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2007 Crime in the U.S.

Our Annual Digest of Crime
Let the Analysis Begin



We’ve just published on this website our most comprehensive statistical product—our latest annual Crime in the United States report—and there are dozens of charts, tables, and documents to explore.

Among the many numbers for 2007, the big picture is clear: crime is down.

Nationwide, violent crime fell for the first time since 2005. Property crime declined for the fifth straight year. And each of the seven specific offense categories—from aggravated assault to murder—was down from 2006.

A few more top line numbers:

  • An estimated 1.4 million violent crimes were reported last year, a drop of 0.7 percent compared to 2006.
  • Property crimes fell 1.4 percent in 2007, to an estimated 9.8 million.
  • Larceny/theft offenses accounted for two-thirds of all property crimes, and victims of property crimes—excluding arson—collectively lost an estimated $17.6 billion.

The report is the product of painstaking work by our law enforcement partners and our own Criminal Justice Information Services division in West Virginia. In 2007, more than 17,700 city, county, college and university, state, tribal, and federal agencies voluntarily participated in the program. Those agencies represented nearly 95 percent of the country’s population.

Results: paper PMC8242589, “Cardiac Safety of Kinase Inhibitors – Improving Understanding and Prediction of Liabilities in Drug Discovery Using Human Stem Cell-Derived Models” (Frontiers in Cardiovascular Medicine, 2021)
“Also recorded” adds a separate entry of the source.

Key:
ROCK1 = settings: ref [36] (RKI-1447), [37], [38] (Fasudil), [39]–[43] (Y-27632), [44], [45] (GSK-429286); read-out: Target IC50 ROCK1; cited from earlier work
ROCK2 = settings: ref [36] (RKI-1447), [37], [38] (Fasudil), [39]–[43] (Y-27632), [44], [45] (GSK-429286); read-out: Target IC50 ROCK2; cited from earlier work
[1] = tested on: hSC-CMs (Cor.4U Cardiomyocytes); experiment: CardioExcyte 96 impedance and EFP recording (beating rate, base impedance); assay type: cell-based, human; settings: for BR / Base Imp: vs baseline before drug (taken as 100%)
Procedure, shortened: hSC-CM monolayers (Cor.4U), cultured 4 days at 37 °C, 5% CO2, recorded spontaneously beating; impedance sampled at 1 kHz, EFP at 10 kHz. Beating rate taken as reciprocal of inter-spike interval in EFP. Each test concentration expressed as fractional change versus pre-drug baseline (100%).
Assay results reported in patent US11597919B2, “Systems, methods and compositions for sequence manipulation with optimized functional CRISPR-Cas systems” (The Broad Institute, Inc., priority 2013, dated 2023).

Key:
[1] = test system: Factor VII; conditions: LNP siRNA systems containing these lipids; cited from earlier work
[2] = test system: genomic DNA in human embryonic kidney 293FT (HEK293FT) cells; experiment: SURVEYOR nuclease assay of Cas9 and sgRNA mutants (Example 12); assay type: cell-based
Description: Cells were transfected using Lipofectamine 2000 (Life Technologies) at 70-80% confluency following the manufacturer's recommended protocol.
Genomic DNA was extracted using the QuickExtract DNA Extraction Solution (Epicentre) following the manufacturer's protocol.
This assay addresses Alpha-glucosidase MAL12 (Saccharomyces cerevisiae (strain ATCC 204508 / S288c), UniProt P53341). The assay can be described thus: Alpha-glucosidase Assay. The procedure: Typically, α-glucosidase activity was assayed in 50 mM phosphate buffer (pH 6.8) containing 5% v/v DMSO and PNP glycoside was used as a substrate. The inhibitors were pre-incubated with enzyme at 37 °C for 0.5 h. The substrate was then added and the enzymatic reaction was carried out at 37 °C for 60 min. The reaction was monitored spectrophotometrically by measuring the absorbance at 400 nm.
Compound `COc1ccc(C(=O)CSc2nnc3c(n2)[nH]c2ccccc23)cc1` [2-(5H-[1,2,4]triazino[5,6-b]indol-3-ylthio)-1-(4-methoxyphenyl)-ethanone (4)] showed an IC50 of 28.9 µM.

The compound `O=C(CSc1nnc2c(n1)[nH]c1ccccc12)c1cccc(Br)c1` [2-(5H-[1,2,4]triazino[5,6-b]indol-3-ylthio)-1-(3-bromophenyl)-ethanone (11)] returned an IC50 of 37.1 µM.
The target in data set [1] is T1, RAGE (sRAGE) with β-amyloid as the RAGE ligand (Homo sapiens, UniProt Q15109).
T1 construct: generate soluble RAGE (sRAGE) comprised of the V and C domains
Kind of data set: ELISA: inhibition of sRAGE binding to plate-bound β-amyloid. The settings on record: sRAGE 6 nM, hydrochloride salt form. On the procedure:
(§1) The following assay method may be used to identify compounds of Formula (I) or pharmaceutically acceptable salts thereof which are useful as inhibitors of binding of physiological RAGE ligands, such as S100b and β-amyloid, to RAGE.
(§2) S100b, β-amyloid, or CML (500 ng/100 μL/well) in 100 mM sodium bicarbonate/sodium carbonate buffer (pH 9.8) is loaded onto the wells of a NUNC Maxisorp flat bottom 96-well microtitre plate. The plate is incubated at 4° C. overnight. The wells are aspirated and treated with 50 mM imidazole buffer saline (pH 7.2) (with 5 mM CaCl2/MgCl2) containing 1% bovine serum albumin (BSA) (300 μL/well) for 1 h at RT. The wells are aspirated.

Along with stats on violent crime and property crime, the publication contains a wealth of other information, including:

  • Staffing levels of more than 14,600 U.S. law enforcement agencies;
  • A crime map;
  • Data about the age, gender, and race of arrestees for 29 separate offenses, including murder; and
  • Expanded information relating to homicides.

An important note about the numbers: Once again, the report features a prominent message cautioning against using the statistics to rank cities or counties. Such rankings can lead to simplistic or incomplete analyses, overlooking the many variables impacting crime and its reporting.

For additional information about our Uniform Crime Reporting program, visit our Frequently Asked Questions page.

Resources: Crime in the United States 2007 | National press release